- Tim Wegenast
- Georg Strüver
- Juliane Giesen
- Mario Krauser
- GIGA German Institute of Global and Area Studies
- Leibniz‐Institut für Globale und Regionale Studien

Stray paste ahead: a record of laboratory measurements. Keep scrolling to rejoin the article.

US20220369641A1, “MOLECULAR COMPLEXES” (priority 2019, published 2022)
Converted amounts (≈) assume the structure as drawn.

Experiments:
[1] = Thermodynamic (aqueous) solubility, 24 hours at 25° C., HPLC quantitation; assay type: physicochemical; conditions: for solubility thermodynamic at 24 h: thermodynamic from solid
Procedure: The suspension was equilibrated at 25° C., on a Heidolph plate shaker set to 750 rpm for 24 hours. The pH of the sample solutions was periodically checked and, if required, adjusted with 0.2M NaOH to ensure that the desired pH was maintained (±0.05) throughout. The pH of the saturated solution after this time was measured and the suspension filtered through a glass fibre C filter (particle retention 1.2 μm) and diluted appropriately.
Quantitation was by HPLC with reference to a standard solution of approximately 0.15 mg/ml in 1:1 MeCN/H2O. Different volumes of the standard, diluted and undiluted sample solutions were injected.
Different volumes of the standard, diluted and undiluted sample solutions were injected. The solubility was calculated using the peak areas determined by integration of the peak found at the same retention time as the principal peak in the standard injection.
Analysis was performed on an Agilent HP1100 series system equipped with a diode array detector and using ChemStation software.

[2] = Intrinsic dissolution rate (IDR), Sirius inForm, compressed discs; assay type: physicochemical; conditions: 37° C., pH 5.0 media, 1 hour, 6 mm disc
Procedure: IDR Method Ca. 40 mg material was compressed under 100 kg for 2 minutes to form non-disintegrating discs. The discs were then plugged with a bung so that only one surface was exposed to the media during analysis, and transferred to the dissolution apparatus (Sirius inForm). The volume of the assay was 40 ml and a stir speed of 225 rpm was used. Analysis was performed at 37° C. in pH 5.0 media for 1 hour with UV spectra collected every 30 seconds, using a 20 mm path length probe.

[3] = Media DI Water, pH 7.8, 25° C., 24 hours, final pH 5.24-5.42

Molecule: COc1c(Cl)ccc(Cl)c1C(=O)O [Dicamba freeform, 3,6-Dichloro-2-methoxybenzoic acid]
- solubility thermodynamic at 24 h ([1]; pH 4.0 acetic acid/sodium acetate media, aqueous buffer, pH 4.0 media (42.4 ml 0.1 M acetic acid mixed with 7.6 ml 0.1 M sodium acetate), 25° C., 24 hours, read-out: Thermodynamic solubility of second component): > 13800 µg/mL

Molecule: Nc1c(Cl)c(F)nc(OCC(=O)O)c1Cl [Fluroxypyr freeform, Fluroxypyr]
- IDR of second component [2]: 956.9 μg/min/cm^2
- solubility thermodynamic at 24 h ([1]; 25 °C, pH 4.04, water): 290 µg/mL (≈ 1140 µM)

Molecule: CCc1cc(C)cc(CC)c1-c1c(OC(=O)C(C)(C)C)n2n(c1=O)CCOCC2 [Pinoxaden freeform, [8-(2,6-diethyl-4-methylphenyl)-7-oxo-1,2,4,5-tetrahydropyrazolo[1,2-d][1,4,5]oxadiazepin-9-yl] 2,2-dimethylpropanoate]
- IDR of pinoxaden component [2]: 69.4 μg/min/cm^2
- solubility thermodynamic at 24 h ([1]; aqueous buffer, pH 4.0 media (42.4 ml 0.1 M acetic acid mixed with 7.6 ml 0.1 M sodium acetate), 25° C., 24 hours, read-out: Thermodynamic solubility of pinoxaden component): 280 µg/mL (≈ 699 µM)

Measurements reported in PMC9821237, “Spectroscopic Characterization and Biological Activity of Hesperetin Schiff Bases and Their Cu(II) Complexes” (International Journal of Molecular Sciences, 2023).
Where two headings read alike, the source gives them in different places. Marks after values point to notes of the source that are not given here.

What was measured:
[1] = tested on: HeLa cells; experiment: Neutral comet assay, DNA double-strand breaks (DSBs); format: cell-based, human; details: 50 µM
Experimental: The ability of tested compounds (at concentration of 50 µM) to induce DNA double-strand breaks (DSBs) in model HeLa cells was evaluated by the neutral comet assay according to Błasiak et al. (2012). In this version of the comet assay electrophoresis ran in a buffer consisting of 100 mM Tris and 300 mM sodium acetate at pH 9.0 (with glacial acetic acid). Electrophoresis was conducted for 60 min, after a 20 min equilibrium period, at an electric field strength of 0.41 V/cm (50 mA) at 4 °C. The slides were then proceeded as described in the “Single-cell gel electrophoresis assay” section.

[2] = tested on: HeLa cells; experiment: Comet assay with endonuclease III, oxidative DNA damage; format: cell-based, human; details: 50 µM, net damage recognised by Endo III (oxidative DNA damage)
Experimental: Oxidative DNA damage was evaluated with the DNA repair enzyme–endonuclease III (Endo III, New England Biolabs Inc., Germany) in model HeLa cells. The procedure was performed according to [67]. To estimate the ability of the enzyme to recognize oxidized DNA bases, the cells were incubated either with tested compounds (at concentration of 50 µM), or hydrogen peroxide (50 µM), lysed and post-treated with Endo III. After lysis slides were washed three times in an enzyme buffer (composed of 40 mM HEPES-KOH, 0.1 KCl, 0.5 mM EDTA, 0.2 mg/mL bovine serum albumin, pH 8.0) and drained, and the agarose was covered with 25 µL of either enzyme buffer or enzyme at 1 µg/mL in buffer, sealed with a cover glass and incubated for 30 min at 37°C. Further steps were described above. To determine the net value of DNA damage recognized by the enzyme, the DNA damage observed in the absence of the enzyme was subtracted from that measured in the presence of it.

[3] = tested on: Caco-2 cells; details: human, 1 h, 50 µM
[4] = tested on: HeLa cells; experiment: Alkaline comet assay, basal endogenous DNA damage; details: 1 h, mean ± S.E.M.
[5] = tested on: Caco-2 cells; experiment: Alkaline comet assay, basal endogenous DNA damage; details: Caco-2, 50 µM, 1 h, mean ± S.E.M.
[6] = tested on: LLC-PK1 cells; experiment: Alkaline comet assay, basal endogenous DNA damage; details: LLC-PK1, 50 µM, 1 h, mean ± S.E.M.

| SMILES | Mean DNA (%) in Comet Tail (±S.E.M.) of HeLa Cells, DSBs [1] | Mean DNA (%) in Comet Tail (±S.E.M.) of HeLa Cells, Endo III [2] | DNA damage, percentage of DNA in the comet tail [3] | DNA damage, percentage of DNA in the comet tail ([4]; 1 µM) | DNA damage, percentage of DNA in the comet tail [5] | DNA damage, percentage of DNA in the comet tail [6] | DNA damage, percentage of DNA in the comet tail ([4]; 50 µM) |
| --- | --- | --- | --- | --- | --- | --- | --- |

Qualitative studies and media reports suggest that the presence of Chinese oil or mining companies generates resentments among local extractive communities due to low wages, poor working conditions, environmental degradation, the employment of foreign labour, and perceived racial discrimination. At the same time, Chinese investment in the extractive sector appears to enhance local infrastructure. So far, these claims have not been empirically tested in a systematic way. Relying on novel data on the control‐rights regimes of diamond, gold, and copper mines and geo‐referenced information from Afrobarometer surveys, this paper examines whether Chinese‐controlled mining promotes anti‐Chinese sentiments among the local populations of sub‐Saharan African countries. In addition, we test the effect of mining contractors’ nationality on socio‐economic indicators such as local employment rates and infrastructure levels. Our logistic regression analysis for the period 1997–2014 reveals that the effect of Chinese mining companies on African local development is ambiguous: while proximity to Chinese‐operated mines is associated with anti‐Chinese sentiments and unemployment, populations living close to Chinese mining areas enjoy better infrastructure, such as paved roads or piped water. Multilevel mixed‐effects estimations using district‐level data from the Demographic Health Survey for 20 sub‐Saharan countries corroborate these findings.